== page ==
The Secret Service Sex Scandal

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The Secret Service Sex Scandal: Boys Being Boys?

The Secret Service prostitution scandal reached new lows on Thursday, as three of the accused agents lost their jobs and eight more had their top security clearances suspended and were put on administrative leave. Ten members of the U.S. Military are also under investigation for misconduct in conjunction with the incident, which took place in Cartagena, Colombia, when the agents and military servicemen were doing work in advance of President Barack Obama's arrival for the Summit of the Americas last week.

After letting loose at a local strip club, about 20 women were allegedly brought back to the Hotel Caribe for a pre-planned party with Secret Service agents and members of the U.S. Marines, most of whom were married, ABC News reported. Local police were called to the hotel after a one woman complained that a Secret Service agent refused to pay her the $800 they had agreed upon at the club.

That's right: This whole situation came to light because a member of America's elite protection services woke up drunk and tried to rip off a prostitute.

Is the "party hearty" mindset part and parcel of being in the Secret Service? When does a guy's ego and his disrespect for women, his job, and the office of the President overrule his instinct to avoid scandal?

No one is worried about whether the agents and Marines broke the law (they didn't, by the way, since prostitution is legal in Colombia). The concern is about a potential security breach, a lapse of judgement among those who are tasked with keeping the President safe, and a lack of awareness about what their actions say about the United States. As former head of the Secret Service W. Ralph Basham told the Los Angeles Times, "From the day you walk in the door, it [is] stressed upon you that you are representing the White House and the president himself."

Former agents, however, seem to think the only problem was that their brothers-in-arms got caught.

One recently retired Secret Service agent told the LA Times "I don't see the problem" as long as the agents were in a place where prostitution was legal (interestingly, he spoke on condition of anonymity "because he is married," the newspaper reported). "Agents are people, too," a female former agent told the LA Times, dismissing the idea of a security problem. "What if they had picked up these people in a bar? What's the big deal?"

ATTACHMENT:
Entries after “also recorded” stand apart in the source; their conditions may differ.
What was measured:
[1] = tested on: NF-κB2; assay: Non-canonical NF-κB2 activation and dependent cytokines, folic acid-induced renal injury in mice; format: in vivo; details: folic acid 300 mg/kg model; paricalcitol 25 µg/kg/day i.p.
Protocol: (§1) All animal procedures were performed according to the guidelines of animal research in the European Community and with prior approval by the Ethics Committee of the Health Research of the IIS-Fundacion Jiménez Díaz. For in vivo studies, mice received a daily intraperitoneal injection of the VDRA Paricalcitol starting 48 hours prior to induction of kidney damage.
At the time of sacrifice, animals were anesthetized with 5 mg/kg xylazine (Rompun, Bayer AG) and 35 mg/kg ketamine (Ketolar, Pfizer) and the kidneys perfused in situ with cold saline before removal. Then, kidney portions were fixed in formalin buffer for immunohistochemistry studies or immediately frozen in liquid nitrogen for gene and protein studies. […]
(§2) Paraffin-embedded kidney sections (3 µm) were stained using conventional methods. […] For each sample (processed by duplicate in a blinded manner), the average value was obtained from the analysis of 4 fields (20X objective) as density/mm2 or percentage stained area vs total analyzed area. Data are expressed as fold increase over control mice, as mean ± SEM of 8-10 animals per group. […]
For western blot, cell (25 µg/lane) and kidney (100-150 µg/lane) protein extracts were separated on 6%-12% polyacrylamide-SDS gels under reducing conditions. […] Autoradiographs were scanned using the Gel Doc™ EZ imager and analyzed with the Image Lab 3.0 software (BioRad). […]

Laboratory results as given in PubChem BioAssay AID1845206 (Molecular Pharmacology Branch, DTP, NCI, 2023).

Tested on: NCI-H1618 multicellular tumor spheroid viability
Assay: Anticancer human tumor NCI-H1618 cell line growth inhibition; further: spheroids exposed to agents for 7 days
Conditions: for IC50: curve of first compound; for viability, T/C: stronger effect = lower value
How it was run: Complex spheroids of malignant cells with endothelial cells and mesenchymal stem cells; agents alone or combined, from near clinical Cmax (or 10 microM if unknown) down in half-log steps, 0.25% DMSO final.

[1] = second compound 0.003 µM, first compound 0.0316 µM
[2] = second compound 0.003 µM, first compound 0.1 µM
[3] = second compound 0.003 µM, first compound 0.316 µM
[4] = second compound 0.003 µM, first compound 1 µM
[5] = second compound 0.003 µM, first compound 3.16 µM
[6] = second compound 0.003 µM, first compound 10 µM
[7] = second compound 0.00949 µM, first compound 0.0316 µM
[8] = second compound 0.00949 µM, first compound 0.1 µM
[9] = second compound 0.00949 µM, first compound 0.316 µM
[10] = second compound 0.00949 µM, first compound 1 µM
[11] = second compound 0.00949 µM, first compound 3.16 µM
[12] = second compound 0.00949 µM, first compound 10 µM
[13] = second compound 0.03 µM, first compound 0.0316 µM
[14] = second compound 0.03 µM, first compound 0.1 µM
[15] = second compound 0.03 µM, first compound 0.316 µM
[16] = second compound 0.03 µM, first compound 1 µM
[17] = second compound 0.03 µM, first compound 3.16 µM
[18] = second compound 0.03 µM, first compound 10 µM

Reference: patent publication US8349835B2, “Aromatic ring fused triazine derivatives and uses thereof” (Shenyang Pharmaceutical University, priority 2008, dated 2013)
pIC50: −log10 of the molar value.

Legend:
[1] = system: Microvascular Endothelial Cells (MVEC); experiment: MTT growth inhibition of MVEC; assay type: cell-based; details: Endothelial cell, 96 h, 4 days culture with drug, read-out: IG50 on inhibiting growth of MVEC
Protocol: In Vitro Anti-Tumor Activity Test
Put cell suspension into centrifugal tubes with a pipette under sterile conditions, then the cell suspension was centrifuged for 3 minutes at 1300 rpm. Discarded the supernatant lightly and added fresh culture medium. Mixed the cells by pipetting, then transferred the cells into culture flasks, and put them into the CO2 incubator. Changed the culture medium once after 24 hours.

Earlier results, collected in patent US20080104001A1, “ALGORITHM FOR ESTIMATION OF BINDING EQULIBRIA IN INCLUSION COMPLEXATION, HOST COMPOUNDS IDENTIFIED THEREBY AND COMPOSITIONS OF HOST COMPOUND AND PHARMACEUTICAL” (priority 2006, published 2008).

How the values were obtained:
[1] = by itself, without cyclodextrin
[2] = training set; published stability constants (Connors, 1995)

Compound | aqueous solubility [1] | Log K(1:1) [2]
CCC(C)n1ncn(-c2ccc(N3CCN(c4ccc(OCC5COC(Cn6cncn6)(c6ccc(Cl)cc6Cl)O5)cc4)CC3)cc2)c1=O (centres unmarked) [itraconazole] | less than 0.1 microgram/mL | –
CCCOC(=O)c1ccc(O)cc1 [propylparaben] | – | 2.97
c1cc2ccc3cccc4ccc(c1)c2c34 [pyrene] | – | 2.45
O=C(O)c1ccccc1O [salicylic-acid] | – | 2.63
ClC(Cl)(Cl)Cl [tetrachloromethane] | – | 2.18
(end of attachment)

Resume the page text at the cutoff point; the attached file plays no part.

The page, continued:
On NPR's "Talk of the Nation" Wednesday night, Jeffrey Robinson, co-author of "Standing Next to History: An Agent's Life Inside the Secret Service," chillingly chalked the incident up to normal guys doing what normal guys do.

"When you get 11 guys together with a lot of testosterone, things happen," he told host Neal Conan. "It happens in the Secret Service, it happens with the New York Yankees, it happens in fraternities. I suspect it would happen in the House of Representatives."

"I don't honestly think that they, at any time, exposed the president to any sort of real danger," he continued. "I think it was simply boys being boys, and I'm afraid boys will be boys. I know, because I was one. I still am, I guess."

Never mind the misogyny, the exploitation of women, the lack of respect for the office of the President, and the possibility that sensitive information could have been stolen. Instead, Robinson fixated on the fact that the 11 Secret Service agents who got caught are now suffering a massive blow to their… pride.

"These men are going to have to face those men who were insulted by this incident," he said. "They have a very rough road to go, because with the pride that they have… and the damage they've done, I don't think they stand much of a chance of keeping their jobs."

The issue isn't what these guys choose to do in their personal lives or whether or not they should have been partying on the job. Members of the most elite forces in to country are supposed to be much better than the basest among us. And to chalk their behavior up to "boys being boys" is an insult to men everywhere.By Lylah M. Alphonse, Senior Editor, Yahoo.

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